Have I mentioned lately that I am reading War and Peace at the moment? I may have done once or twice mainly because I am pretty pleased with myself for giving this a go! I am not surprised that I am enjoying it, because I know that I liked Anna Karenina, but it still took a while to get to the point of wanting to read the next Tolstoy novel.
One of the things that I have been thinking about whilst reading it is the use of notes related to the text. Just recently I was also reading Mort by Terry Pratchett, who is a contemporary author who loves to use footnotes in his Discworld novels, as does another favourite novelist of mine, Jasper Fforde. Now to put Tolstoy, Pratchett and Fforde in the same post may seem like a bit of a stretch, but I am going to do it anyway.
In classics the use of notes, whether they be footnotes, or notes that are at the back of the book (what are they called when they are at the back of the book anyway?), is very prevalent. A lot of the time they are there to explain contextual points that the original audience would have already been familiar with and would have understood but that for the modern reader have been lost in the sands of time.
Today's post really is a question about how people read footnotes/annotations. I tend to put the bookmark at the page where the relevant notes for this section are so that I can easily flick back and forward and I read the note as soon as I see it mentioned the number annotating that there is a note in the text. Is this what other readers do as well, or do you read to the end of the paragraph and then go back and read the notes?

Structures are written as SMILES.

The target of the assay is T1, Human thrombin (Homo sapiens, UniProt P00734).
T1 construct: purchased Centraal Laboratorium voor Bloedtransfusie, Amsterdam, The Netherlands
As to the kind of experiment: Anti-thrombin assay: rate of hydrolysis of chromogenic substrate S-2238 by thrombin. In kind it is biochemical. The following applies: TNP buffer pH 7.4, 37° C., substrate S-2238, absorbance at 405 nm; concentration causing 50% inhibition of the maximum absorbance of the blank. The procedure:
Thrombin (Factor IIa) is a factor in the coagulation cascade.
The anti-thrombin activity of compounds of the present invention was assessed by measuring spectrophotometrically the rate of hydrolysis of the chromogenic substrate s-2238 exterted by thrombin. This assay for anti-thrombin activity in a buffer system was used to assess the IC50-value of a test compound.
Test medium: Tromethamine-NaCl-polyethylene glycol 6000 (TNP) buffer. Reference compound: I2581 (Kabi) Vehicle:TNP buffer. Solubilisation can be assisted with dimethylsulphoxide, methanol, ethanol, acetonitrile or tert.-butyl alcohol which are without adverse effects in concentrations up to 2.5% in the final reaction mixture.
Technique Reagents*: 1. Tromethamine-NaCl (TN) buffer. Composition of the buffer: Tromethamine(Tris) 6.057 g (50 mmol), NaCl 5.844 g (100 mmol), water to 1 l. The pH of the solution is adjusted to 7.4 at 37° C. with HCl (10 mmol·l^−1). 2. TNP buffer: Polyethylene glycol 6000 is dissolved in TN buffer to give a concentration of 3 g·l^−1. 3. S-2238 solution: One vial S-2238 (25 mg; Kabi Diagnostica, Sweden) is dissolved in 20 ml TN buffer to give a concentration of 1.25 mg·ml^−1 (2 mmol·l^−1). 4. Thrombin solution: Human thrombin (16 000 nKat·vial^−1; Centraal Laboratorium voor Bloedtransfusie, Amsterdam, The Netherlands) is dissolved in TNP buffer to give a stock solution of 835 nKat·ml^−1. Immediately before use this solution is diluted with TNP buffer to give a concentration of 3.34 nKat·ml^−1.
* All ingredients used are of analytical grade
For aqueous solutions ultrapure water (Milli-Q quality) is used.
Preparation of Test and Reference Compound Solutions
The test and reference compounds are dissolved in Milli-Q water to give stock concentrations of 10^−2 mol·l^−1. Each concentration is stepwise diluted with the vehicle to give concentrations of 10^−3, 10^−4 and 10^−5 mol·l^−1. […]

Do you prefer your notes to be at the back of the book or to be at the bottom of the page? For the translation I am reading of War and Peace there wasn't really an option to put the notes at the bottom of the page, because there is quite a lot of the text that was originally written in French, and a little bit of German, and it has been left as French and German in the translation, and therefore at the bottom of the page there is the English translation.
So how do Pratchett and Fforde fit into this discussion? Both of the authors like to have what I think of as almost asides in the footnotes. Some times in Pratchett's case they could be notes that go off on a tangent or just a funny comment.
I have often wondered how audiobooks deal with the footnotes. Is it different for the contemporary novelist than it is for the classics?
So, on this cool wintery Sunday (for me at least), let's talk footnotes.